Be Warned Of Leveraged Profit Sharing Programs

Kevin Thompson - MLM Attorney


Kevin Thompson – the MLM Attorney:

When Zeek Rewards got shut down, the consumers really lacked an understanding of the problems. As I wrote about in the past, this ignorance in the market was largely our fault. Our “self-regulated” industry failed them. The first one is on us. But with this new breed of Leveraged Profit Sharing Programs (“LPSP”), it’s now on you.

Remember Zeek? It’s been close to eight months since they were shut down. If you will recall, Zeek Rewards was nailed by the SEC mainly for operating as a pyramid scheme and for selling unregistered securities i.e. encouraging passive investments, hinting at lucrative returns on the money, etc.

Zeek Rewards taught its participants and the entire network marketing industry a very painful lesson: promises of passive return on investment + a network marketing compensation plan = hurricane of pain.

But it’s not an investment…

Sure, I know the counter-argument. People argue that Zeek never “asked for investments.” Instead, they were selling “sample bids” (wink, wink), which led to activity on the website, which led to profit, which led to profit distributions to the investors / distributors. Curiously though, the vast, overwhelming, ridiculous majority of those sample bids (99%+) were never used, which means the program was just cycling money from older investors to newer ones. While I know the counter-argument, it’s flat out silly. And those of us in the industry, we knew it and we said nothing. We let Zeek take advantage of the credibility we all work hard to create.

I’m getting to the point…

Zeek Rewards was like cocaine for a number of the net winners. They’re now hooked on the high. They want more. As the air in Zeek is deflated, reality is starting to sink in for people: Zeek Rewards is never coming back. With that in mind, it has led to the next generation of high yield investment MLM.

I’m referring to these sorts of programs in the industry as “Leveraged Profit Sharing” programs. High Yield Investment Programs, or HYIPs, is a phrase commonly used; however, it’s easy for LPSPs to distinguish themselves from HYIPs because there’s “no investment.” I think LPSP is a better fit because it embraces the very terms they promote in their plans: profit sharing. And it’s precisely how they work in practice. The companies leverage the investments made by participants to grow the company. With growth, comes profit. And with profit, comes distributions to the investors i.e. leveraged profit sharing.

The point…

At some point, consumers have to accept responsibility for their financial decisions. Zeek brought painful clarity on the subject. And it was widely publicized. Perhaps I live in a fantasy world, but I think consumers should now know better. When participants are asked to fund the growth of a company by way of buying “samples” for anonymous, no-name customers, and when they’re promised a return based on company profits, they should simply know better! In this Information Age, where information is readily available on computers and cell phones, the excuses are starting to shrink. LPSPs would cease to exist if they lacked support from participants.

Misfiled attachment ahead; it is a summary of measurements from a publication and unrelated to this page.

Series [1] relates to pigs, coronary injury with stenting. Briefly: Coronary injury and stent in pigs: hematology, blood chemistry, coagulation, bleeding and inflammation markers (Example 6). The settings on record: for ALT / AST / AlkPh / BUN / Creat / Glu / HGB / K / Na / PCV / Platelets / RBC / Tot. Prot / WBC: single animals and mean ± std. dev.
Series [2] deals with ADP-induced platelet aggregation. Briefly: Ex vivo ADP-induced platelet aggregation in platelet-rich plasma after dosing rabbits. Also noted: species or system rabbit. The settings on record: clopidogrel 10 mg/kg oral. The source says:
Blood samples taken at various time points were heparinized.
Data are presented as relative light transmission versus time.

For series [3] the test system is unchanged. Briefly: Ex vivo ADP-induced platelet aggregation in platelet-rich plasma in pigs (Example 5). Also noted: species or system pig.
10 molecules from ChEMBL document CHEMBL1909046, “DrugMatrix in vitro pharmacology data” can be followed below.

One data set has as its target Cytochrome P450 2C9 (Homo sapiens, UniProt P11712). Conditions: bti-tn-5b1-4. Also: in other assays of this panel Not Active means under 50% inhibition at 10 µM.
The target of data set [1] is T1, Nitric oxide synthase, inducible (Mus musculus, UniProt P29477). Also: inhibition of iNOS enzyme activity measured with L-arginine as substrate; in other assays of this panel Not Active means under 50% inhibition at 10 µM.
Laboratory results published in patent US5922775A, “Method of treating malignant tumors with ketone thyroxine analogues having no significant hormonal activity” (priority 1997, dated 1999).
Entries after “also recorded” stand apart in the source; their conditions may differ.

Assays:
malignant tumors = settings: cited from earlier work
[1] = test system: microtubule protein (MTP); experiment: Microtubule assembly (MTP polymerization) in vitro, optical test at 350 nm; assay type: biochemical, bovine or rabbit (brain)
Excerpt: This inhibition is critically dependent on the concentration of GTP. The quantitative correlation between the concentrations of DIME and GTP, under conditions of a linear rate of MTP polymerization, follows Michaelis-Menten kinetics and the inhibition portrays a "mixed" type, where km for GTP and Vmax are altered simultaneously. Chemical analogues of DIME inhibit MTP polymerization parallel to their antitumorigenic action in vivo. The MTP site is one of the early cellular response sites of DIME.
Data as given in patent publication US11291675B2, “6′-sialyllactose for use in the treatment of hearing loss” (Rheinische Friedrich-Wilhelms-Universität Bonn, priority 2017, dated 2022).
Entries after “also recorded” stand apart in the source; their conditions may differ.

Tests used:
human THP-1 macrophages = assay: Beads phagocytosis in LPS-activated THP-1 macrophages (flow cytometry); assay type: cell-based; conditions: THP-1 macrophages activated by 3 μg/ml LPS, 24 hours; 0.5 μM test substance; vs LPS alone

Where there was 1, now there are many. This is just an example. Recently, I’ve heard of “investor co-ops” where people pool money together and invest in multiple LPSPs. It functions sort of like of a mutual fund, but for…other kinds of programs. The companies they were allocating investor dollars: Banners Brokers, Profit Sunrise and GoFun Places. Why would people pool resources and passively invest in these programs? Because…well, you can decide for yourself. And these are just a few. If you get burned in a LPSP, do not blame the consultants or any vendors.

Blame yourself. The information is out there. And by the way, the idea of “invest now, get out fast” might come back to bite you. There are a number of net-winners in Zeek that are currently negotiating deals with the receivership to pay back their gains. The other net-winners, the ones that are hoping for the clouds to clear, they’re about to be jack hammered in a whirlwind of litigation.

Think about it.

+Kevin Thompson

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Comments (7)

  1. I think that Leveraged Share Programs and HYIPS should not be considered part of MLM.
    I invest in them KNOWING they are high risk and not being concerned with recruiting/sponsoring. I doubt many of you go to Vegas or any other Gambling location believing that you have a guarantee of winning. But smart gamblers take educated and calculated risks with their money having a good knowledge of both the risks and the odds for success/failure.
    That is the way anyone who participates in LSP or HYIP programs should approach them. If done with intelligence they can be very rewarding.

  2. It is true what yu are syaing as investor we need to take resposibility and us Network Marketers we need to expose all this scams as they will tanish the name that we are working hard building.Kevin in the Africa we are still building the Multi Level Medium business dignity.

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